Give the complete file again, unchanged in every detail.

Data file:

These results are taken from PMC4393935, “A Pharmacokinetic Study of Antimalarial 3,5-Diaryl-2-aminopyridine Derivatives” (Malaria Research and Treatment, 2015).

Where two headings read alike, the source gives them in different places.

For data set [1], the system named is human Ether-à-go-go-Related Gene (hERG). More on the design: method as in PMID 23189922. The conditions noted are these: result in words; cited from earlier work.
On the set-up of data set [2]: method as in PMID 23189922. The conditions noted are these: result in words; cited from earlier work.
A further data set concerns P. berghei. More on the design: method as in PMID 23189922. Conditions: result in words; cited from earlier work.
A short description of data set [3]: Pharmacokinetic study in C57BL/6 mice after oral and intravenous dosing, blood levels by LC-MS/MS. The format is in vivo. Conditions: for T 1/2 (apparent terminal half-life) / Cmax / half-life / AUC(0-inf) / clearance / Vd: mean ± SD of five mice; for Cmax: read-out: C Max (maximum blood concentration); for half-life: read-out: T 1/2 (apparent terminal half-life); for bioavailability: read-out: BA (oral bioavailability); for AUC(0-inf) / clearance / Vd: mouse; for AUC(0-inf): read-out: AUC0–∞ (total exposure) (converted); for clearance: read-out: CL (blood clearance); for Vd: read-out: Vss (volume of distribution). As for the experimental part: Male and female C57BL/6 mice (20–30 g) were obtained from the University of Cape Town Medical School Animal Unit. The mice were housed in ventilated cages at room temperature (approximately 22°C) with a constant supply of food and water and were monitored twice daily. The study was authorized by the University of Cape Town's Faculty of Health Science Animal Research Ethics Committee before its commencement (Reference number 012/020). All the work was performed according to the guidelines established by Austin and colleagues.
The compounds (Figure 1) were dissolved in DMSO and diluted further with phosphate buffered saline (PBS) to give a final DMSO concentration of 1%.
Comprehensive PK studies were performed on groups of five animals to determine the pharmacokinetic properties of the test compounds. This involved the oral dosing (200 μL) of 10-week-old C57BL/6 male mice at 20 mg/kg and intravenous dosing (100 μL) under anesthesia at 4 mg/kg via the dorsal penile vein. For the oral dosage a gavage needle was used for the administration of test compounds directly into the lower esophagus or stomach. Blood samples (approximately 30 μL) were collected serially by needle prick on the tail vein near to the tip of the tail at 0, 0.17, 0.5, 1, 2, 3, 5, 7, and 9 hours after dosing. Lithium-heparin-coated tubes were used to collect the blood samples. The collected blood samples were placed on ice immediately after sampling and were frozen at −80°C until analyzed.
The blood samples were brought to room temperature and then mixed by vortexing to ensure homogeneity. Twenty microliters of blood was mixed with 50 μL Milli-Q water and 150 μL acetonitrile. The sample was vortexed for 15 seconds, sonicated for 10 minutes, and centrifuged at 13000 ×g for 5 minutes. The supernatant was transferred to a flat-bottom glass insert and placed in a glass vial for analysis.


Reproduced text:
These results are taken from PMC4393935, “A Pharmacokinetic Study of Antimalarial 3,5-Diaryl-2-aminopyridine Derivatives” (Malaria Research and Treatment, 2015).

Where two headings read alike, the source gives them in different places.

For data set [1], the system named is human Ether-à-go-go-Related Gene (hERG). More on the design: method as in PMID 23189922. The conditions noted are these: result in words; cited from earlier work.
On the set-up of data set [2]: method as in PMID 23189922. The conditions noted are these: result in words; cited from earlier work.
A further data set concerns P. berghei. More on the design: method as in PMID 23189922. Conditions: result in words; cited from earlier work.
A short description of data set [3]: Pharmacokinetic study in C57BL/6 mice after oral and intravenous dosing, blood levels by LC-MS/MS. The format is in vivo. Conditions: for T 1/2 (apparent terminal half-life) / Cmax / half-life / AUC(0-inf) / clearance / Vd: mean ± SD of five mice; for Cmax: read-out: C Max (maximum blood concentration); for half-life: read-out: T 1/2 (apparent terminal half-life); for bioavailability: read-out: BA (oral bioavailability); for AUC(0-inf) / clearance / Vd: mouse; for AUC(0-inf): read-out: AUC0–∞ (total exposure) (converted); for clearance: read-out: CL (blood clearance); for Vd: read-out: Vss (volume of distribution). As for the experimental part: Male and female C57BL/6 mice (20–30 g) were obtained from the University of Cape Town Medical School Animal Unit. The mice were housed in ventilated cages at room temperature (approximately 22°C) with a constant supply of food and water and were monitored twice daily. The study was authorized by the University of Cape Town's Faculty of Health Science Animal Research Ethics Committee before its commencement (Reference number 012/020). All the work was performed according to the guidelines established by Austin and colleagues.
The compounds (Figure 1) were dissolved in DMSO and diluted further with phosphate buffered saline (PBS) to give a final DMSO concentration of 1%.
Comprehensive PK studies were performed on groups of five animals to determine the pharmacokinetic properties of the test compounds. This involved the oral dosing (200 μL) of 10-week-old C57BL/6 male mice at 20 mg/kg and intravenous dosing (100 μL) under anesthesia at 4 mg/kg via the dorsal penile vein. For the oral dosage a gavage needle was used for the administration of test compounds directly into the lower esophagus or stomach. Blood samples (approximately 30 μL) were collected serially by needle prick on the tail vein near to the tip of the tail at 0, 0.17, 0.5, 1, 2, 3, 5, 7, and 9 hours after dosing. Lithium-heparin-coated tubes were used to collect the blood samples. The collected blood samples were placed on ice immediately after sampling and were frozen at −80°C until analyzed.
The blood samples were brought to room temperature and then mixed by vortexing to ensure homogeneity. Twenty microliters of blood was mixed with 50 μL Milli-Q water and 150 μL acetonitrile. The sample was vortexed for 15 seconds, sonicated for 10 minutes, and centrifuged at 13000 ×g for 5 minutes. The supernatant was transferred to a flat-bottom glass insert and placed in a glass vial for analysis.